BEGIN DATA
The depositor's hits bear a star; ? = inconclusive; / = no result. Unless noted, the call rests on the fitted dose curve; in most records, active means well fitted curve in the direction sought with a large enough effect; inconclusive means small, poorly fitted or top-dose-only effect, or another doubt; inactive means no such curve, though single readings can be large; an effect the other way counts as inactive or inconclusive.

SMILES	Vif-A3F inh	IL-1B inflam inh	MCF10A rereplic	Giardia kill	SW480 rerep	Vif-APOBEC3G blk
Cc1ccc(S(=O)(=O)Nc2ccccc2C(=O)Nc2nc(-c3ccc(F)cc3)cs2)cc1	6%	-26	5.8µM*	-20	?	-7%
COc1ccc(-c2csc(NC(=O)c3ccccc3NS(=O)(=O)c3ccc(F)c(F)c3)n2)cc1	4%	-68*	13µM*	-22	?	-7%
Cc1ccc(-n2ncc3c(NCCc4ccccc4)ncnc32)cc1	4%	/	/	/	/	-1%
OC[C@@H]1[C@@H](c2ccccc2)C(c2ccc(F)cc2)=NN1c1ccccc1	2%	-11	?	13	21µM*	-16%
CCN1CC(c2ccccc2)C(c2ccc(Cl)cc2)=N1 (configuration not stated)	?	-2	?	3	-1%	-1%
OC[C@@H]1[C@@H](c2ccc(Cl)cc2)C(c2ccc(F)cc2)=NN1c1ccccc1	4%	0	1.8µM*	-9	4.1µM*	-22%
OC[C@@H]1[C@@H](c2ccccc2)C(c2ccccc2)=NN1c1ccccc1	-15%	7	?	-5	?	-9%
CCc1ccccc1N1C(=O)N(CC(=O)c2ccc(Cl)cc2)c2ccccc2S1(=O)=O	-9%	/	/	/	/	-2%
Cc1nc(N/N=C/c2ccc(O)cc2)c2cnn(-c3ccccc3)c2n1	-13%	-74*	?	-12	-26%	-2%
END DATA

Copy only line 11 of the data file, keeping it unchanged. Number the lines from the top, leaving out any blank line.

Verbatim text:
Cc1nc(N/N=C/c2ccc(O)cc2)c2cnn(-c3ccccc3)c2n1	-13%	-74*	?	-12	-26%	-2%